2020 Theses Doctoral
Essays on International Capital Flows
This dissertation consists of three essays on international capital flows. The first chapter documents the accumulation of foreign exchange reserves and the simultaneous increase in the foreign direct investment (FDI) for emerging market economies. The second chapter discusses the performance of FDI firms and domestic firms in creating jobs using firm-level data from Orbis. The third chapter studies the proper exchange rate and monetary policy when emerging market economies denominate their external debt in foreign currencies.
In Chapter 1, I study why emerging market economies hold high levels of foreign exchange reserves. I argue that foreign exchange reserves help emerging markets attract foreign direct investment. This incentive can play an important role when analyzing central banks' reserve accumulation. I study the interaction between foreign exchange reserves and foreign direct investment to explain the level of reserves using a small open economy model. The model puts the domestic entities and international investors in the same picture. The optimal level of the reserve-to-GDP ratio generated by the model is close to the level observed in East Asian economies. Additionally, the model generates positive co-movement between technology growth and the current account. This feature suggests that high technology growth corresponds to net capital outflow, because of the outflow of foreign exchange reserves in attracting the inflow of foreign direct investment, thus providing a rationale to the `allocation puzzle' in cross-economy comparisons. The model also generates positive co-movement between foreign exchange reserves and foreign debt, thus relating to the puzzle of why economies borrow and save simultaneously.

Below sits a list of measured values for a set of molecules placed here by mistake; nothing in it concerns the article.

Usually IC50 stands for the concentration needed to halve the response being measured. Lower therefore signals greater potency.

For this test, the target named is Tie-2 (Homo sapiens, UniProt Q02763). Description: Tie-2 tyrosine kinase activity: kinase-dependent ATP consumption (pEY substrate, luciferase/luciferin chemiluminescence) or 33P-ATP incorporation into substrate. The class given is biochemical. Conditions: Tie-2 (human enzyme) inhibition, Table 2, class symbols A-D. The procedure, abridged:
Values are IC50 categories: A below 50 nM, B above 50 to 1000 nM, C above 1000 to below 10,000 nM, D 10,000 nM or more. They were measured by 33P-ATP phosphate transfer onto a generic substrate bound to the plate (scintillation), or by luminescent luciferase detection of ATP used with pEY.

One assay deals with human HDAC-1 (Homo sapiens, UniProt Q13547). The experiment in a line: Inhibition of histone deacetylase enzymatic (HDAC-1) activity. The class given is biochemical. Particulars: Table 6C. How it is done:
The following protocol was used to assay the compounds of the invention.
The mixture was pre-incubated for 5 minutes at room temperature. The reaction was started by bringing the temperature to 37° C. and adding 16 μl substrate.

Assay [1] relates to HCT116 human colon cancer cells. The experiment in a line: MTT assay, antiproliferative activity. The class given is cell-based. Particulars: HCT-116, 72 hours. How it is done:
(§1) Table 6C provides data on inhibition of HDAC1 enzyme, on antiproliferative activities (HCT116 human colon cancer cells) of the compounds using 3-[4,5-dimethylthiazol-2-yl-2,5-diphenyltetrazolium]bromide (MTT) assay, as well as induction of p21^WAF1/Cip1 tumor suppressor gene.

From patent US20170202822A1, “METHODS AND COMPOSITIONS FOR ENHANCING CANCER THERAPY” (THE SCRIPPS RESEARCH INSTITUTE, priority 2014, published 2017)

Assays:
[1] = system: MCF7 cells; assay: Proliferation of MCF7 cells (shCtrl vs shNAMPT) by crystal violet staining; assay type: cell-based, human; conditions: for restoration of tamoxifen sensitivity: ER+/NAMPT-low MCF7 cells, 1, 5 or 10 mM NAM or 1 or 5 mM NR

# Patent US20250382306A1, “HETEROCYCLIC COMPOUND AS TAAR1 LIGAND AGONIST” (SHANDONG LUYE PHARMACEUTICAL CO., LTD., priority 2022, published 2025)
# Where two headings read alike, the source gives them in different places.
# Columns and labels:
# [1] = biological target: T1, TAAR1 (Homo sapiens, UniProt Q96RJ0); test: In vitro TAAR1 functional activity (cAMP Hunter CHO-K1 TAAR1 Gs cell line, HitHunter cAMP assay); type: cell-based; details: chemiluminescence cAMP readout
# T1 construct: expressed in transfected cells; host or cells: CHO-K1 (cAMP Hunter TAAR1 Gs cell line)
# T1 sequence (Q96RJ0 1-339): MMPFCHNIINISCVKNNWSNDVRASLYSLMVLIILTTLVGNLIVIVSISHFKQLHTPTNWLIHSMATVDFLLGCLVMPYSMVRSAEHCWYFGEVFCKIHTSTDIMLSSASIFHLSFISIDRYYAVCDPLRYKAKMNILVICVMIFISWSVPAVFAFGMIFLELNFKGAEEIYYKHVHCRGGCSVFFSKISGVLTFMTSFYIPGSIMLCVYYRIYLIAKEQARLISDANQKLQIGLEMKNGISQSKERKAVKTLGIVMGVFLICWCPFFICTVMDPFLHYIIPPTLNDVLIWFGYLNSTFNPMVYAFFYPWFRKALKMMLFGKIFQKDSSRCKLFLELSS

In Chapter 2, joint work with Sakai Ando, we study whether FDI firms hire more employees than domestic firms for each dollar of assets. Using the Orbis database and its ownership structure information, we show that, in most economies, domestic firms tend to hire more employees per asset than FDI firms. The result remains robust across individual industries in the case study of the United Kingdom. The analysis shows that an ownership change itself (from domestic to foreign or vice versa) does not have an immediate impact on the employment per asset. This result suggests that different patterns of job creation seem to come from technological differences rather than from different ownership structures.
In Chapter 3, I investigate how the devaluation of domestic currency imposes a contractionary effect on small open economies who have a significant amount of debt denominated in foreign currencies. Economists and policymakers express concern about the "Original Sin" situation in which most of the economies in the world cannot use their domestic currencies to borrow abroad. A devaluation will increase the foreign currency-denominated debt measured in the domestic currency, which will lead to contractions in the domestic economy. However, previous literature on currency denomination and exchange rate policy predicted limited or no contractionary effect of devaluation. In this paper, I present a new model to capture this contractionary devaluation effect with non-financial firms having foreign currency-denominated liabilities and domestic currency-denominated assets. When firms borrow from abroad and keep part of the asset in domestic cash or cash equivalents, the contractionary devaluation effect is exacerbated. The model can be used to discuss the performance of the economy in interest under exchange rate shocks and interest rate shocks. Future directions for empirically assessing the model and current literature are suggested. This assessment will thus provide policy guidance for economies with different levels of debt, especially foreign currency-denominated debt.
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More About This Work
- Academic Units
- Thesis Advisors
- Schmitt-Grohe, Stephanie
- Ph.D., Columbia University
- Published Here
- May 15, 2020